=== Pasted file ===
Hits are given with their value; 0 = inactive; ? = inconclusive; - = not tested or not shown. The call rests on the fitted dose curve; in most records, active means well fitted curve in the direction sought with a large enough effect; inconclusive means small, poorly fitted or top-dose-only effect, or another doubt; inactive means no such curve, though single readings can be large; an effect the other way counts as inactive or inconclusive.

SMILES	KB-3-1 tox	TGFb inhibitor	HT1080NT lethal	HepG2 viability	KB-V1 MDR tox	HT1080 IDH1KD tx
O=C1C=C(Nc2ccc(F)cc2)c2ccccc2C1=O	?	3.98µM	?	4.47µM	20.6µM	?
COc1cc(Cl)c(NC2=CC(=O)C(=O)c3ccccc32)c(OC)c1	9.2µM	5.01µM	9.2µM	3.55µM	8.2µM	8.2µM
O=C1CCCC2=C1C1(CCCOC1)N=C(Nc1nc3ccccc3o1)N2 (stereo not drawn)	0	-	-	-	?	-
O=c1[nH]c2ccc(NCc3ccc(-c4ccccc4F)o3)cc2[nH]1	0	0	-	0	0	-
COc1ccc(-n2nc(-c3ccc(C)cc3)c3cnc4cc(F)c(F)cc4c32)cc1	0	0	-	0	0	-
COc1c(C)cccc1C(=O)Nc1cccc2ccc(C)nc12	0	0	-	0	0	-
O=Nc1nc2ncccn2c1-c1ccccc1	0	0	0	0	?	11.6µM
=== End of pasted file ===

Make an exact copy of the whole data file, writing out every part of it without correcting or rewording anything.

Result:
Hits are given with their value; 0 = inactive; ? = inconclusive; - = not tested or not shown. The call rests on the fitted dose curve; in most records, active means well fitted curve in the direction sought with a large enough effect; inconclusive means small, poorly fitted or top-dose-only effect, or another doubt; inactive means no such curve, though single readings can be large; an effect the other way counts as inactive or inconclusive.

SMILES	KB-3-1 tox	TGFb inhibitor	HT1080NT lethal	HepG2 viability	KB-V1 MDR tox	HT1080 IDH1KD tx
O=C1C=C(Nc2ccc(F)cc2)c2ccccc2C1=O	?	3.98µM	?	4.47µM	20.6µM	?
COc1cc(Cl)c(NC2=CC(=O)C(=O)c3ccccc32)c(OC)c1	9.2µM	5.01µM	9.2µM	3.55µM	8.2µM	8.2µM
O=C1CCCC2=C1C1(CCCOC1)N=C(Nc1nc3ccccc3o1)N2 (stereo not drawn)	0	-	-	-	?	-
O=c1[nH]c2ccc(NCc3ccc(-c4ccccc4F)o3)cc2[nH]1	0	0	-	0	0	-
COc1ccc(-n2nc(-c3ccc(C)cc3)c3cnc4cc(F)c(F)cc4c32)cc1	0	0	-	0	0	-
COc1c(C)cccc1C(=O)Nc1cccc2ccc(C)nc12	0	0	-	0	0	-
O=Nc1nc2ncccn2c1-c1ccccc1	0	0	0	0	?	11.6µM